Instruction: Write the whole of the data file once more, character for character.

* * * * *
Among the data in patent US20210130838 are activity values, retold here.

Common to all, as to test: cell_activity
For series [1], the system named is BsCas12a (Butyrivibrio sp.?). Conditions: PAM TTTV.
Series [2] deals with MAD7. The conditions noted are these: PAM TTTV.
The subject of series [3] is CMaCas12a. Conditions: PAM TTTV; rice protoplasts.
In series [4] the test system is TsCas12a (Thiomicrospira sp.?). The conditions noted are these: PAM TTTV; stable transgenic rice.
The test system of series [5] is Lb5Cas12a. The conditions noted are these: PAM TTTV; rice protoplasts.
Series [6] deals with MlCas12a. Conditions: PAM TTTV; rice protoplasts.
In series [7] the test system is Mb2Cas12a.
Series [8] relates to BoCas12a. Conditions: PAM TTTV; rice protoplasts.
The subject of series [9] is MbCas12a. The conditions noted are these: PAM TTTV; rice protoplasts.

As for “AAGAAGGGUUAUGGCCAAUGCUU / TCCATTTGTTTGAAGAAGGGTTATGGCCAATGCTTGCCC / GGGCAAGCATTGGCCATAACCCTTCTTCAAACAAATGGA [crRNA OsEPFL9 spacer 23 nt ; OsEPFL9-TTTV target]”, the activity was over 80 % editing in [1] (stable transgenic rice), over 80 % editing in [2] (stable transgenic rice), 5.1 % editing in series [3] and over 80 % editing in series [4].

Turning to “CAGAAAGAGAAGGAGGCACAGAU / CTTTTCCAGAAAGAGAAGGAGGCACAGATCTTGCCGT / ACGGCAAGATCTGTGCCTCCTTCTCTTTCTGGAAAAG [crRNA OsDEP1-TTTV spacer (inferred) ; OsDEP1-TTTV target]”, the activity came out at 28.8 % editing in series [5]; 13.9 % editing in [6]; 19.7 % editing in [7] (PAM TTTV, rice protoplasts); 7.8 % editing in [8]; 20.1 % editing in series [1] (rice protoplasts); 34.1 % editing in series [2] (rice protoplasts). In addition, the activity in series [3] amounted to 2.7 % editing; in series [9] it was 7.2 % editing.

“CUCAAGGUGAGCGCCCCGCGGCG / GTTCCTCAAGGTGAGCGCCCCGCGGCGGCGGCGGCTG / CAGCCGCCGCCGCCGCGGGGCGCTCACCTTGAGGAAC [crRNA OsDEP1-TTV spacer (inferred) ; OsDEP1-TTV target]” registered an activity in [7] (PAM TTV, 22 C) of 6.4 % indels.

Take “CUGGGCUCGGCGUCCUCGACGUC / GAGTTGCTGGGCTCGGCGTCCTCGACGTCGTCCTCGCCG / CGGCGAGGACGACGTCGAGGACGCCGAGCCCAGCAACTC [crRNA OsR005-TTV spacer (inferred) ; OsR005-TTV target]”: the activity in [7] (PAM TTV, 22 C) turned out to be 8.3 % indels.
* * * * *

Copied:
Among the data in patent US20210130838 are activity values, retold here.

Common to all, as to test: cell_activity
For series [1], the system named is BsCas12a (Butyrivibrio sp.?). Conditions: PAM TTTV.
Series [2] deals with MAD7. The conditions noted are these: PAM TTTV.
The subject of series [3] is CMaCas12a. Conditions: PAM TTTV; rice protoplasts.
In series [4] the test system is TsCas12a (Thiomicrospira sp.?). The conditions noted are these: PAM TTTV; stable transgenic rice.
The test system of series [5] is Lb5Cas12a. The conditions noted are these: PAM TTTV; rice protoplasts.
Series [6] deals with MlCas12a. Conditions: PAM TTTV; rice protoplasts.
In series [7] the test system is Mb2Cas12a.
Series [8] relates to BoCas12a. Conditions: PAM TTTV; rice protoplasts.
The subject of series [9] is MbCas12a. The conditions noted are these: PAM TTTV; rice protoplasts.

As for “AAGAAGGGUUAUGGCCAAUGCUU / TCCATTTGTTTGAAGAAGGGTTATGGCCAATGCTTGCCC / GGGCAAGCATTGGCCATAACCCTTCTTCAAACAAATGGA [crRNA OsEPFL9 spacer 23 nt ; OsEPFL9-TTTV target]”, the activity was over 80 % editing in [1] (stable transgenic rice), over 80 % editing in [2] (stable transgenic rice), 5.1 % editing in series [3] and over 80 % editing in series [4].

Turning to “CAGAAAGAGAAGGAGGCACAGAU / CTTTTCCAGAAAGAGAAGGAGGCACAGATCTTGCCGT / ACGGCAAGATCTGTGCCTCCTTCTCTTTCTGGAAAAG [crRNA OsDEP1-TTTV spacer (inferred) ; OsDEP1-TTTV target]”, the activity came out at 28.8 % editing in series [5]; 13.9 % editing in [6]; 19.7 % editing in [7] (PAM TTTV, rice protoplasts); 7.8 % editing in [8]; 20.1 % editing in series [1] (rice protoplasts); 34.1 % editing in series [2] (rice protoplasts). In addition, the activity in series [3] amounted to 2.7 % editing; in series [9] it was 7.2 % editing.

“CUCAAGGUGAGCGCCCCGCGGCG / GTTCCTCAAGGTGAGCGCCCCGCGGCGGCGGCGGCTG / CAGCCGCCGCCGCCGCGGGGCGCTCACCTTGAGGAAC [crRNA OsDEP1-TTV spacer (inferred) ; OsDEP1-TTV target]” registered an activity in [7] (PAM TTV, 22 C) of 6.4 % indels.

Take “CUGGGCUCGGCGUCCUCGACGUC / GAGTTGCTGGGCTCGGCGTCCTCGACGTCGTCCTCGCCG / CGGCGAGGACGACGTCGAGGACGCCGAGCCCAGCAACTC [crRNA OsR005-TTV spacer (inferred) ; OsR005-TTV target]”: the activity in [7] (PAM TTV, 22 C) turned out to be 8.3 % indels.